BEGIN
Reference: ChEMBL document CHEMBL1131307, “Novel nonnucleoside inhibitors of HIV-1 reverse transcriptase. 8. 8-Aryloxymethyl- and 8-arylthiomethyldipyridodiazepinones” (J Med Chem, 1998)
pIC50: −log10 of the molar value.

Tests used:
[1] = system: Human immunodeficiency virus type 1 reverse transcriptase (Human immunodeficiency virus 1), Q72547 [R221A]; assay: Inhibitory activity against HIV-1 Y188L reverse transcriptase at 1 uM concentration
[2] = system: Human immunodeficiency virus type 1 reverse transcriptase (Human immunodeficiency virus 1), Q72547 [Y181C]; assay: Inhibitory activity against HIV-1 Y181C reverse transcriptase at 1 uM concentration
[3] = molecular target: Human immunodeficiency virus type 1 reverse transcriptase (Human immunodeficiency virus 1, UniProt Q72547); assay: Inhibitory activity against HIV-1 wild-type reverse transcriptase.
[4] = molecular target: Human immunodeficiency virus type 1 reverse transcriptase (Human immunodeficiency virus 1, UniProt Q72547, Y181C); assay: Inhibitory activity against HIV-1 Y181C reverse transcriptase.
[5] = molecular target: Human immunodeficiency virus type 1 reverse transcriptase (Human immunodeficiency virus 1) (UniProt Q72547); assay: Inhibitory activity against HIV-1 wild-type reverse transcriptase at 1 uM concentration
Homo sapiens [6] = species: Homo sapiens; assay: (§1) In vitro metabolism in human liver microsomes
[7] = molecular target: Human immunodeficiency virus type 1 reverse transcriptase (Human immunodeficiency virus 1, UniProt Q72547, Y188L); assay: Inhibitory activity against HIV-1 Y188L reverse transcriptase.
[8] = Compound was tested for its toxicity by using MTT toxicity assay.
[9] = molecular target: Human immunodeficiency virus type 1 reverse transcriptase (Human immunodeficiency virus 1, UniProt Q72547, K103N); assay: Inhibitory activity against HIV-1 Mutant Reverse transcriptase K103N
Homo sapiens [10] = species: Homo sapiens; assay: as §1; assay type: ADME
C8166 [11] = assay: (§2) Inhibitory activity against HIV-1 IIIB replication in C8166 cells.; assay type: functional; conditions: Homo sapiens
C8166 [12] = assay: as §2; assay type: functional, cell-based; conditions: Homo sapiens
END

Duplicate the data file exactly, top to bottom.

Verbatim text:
Reference: ChEMBL document CHEMBL1131307, “Novel nonnucleoside inhibitors of HIV-1 reverse transcriptase. 8. 8-Aryloxymethyl- and 8-arylthiomethyldipyridodiazepinones” (J Med Chem, 1998)
pIC50: −log10 of the molar value.

Tests used:
[1] = system: Human immunodeficiency virus type 1 reverse transcriptase (Human immunodeficiency virus 1), Q72547 [R221A]; assay: Inhibitory activity against HIV-1 Y188L reverse transcriptase at 1 uM concentration
[2] = system: Human immunodeficiency virus type 1 reverse transcriptase (Human immunodeficiency virus 1), Q72547 [Y181C]; assay: Inhibitory activity against HIV-1 Y181C reverse transcriptase at 1 uM concentration
[3] = molecular target: Human immunodeficiency virus type 1 reverse transcriptase (Human immunodeficiency virus 1, UniProt Q72547); assay: Inhibitory activity against HIV-1 wild-type reverse transcriptase.
[4] = molecular target: Human immunodeficiency virus type 1 reverse transcriptase (Human immunodeficiency virus 1, UniProt Q72547, Y181C); assay: Inhibitory activity against HIV-1 Y181C reverse transcriptase.
[5] = molecular target: Human immunodeficiency virus type 1 reverse transcriptase (Human immunodeficiency virus 1) (UniProt Q72547); assay: Inhibitory activity against HIV-1 wild-type reverse transcriptase at 1 uM concentration
Homo sapiens [6] = species: Homo sapiens; assay: (§1) In vitro metabolism in human liver microsomes
[7] = molecular target: Human immunodeficiency virus type 1 reverse transcriptase (Human immunodeficiency virus 1, UniProt Q72547, Y188L); assay: Inhibitory activity against HIV-1 Y188L reverse transcriptase.
[8] = Compound was tested for its toxicity by using MTT toxicity assay.
[9] = molecular target: Human immunodeficiency virus type 1 reverse transcriptase (Human immunodeficiency virus 1, UniProt Q72547, K103N); assay: Inhibitory activity against HIV-1 Mutant Reverse transcriptase K103N
Homo sapiens [10] = species: Homo sapiens; assay: as §1; assay type: ADME
C8166 [11] = assay: (§2) Inhibitory activity against HIV-1 IIIB replication in C8166 cells.; assay type: functional; conditions: Homo sapiens
C8166 [12] = assay: as §2; assay type: functional, cell-based; conditions: Homo sapiens